Author(s): T.S. Eliot
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Volume Two covers the early years of his editorship of "The Criterion" (the periodical that Eliot launched with Lady Rothermere's backing in 1922), publication of "The Hollow Men" and the course of Eliot's thinking about poetry and poetics after "The Waste Land". The correspondence charts Eliot's intellectual journey towards conversion to the Anglican faith in 1927, as well as his transformation from banker to publisher, ending with his appointment as a director of the new publishing house of Faber & Gwyer, in late 1925, and the appearance of "Poems 1909-1925", Eliot's first publication with the house with which he would be associated for the rest of his life. It was partly because of Eliot's profoundly influential work as cultural commentator and editor that the correspondence is so prolific and so various, and Volume Two of the "Letters" fully demonstrates the emerging continuities between poet, essayist, editor and letter-writer.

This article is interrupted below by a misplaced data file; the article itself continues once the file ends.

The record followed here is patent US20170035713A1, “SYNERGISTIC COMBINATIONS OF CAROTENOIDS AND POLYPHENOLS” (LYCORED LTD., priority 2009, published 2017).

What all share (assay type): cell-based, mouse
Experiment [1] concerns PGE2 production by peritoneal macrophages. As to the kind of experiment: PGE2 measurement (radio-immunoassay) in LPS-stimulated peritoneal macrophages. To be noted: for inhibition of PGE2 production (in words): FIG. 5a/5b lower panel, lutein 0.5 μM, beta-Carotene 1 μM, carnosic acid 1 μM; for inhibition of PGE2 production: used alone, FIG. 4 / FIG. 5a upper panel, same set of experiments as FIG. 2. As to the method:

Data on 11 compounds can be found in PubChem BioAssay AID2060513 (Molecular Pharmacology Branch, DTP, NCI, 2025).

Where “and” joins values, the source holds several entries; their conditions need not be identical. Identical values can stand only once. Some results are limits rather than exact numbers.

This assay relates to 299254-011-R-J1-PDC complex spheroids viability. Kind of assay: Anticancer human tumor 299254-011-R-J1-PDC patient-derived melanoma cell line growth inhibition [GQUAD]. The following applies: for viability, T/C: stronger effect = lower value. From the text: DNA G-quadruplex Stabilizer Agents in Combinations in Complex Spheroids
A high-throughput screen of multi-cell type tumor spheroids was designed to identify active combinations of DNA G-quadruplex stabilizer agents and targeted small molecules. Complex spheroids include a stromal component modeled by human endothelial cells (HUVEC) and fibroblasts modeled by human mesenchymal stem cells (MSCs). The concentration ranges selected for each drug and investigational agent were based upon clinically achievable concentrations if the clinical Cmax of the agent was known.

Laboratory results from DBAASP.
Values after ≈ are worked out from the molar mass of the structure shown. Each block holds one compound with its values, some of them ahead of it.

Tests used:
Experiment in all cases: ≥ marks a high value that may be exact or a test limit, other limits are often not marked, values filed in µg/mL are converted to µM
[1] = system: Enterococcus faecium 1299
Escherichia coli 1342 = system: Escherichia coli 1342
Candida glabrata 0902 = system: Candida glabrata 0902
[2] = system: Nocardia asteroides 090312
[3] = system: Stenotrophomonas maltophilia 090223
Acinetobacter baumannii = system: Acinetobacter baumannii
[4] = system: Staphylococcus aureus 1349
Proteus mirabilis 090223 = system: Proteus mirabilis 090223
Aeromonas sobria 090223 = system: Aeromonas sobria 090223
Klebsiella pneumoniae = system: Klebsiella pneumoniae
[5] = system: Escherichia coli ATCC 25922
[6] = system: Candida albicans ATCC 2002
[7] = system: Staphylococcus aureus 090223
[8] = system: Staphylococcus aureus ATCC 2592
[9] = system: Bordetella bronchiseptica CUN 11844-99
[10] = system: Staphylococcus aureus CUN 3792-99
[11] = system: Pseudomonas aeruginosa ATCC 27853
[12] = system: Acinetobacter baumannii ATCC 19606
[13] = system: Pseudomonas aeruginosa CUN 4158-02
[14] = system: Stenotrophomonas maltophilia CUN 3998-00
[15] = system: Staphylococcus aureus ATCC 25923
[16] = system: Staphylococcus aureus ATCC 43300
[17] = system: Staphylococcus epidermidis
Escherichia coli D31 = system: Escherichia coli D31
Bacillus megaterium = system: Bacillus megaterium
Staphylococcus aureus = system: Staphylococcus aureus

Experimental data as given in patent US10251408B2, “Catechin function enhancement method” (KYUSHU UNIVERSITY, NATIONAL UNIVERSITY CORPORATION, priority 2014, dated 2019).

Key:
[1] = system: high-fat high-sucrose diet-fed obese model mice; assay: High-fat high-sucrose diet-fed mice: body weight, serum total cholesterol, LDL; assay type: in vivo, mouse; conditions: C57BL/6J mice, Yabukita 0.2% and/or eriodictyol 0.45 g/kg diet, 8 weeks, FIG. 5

Author won Nobel Prize for Literature in 1948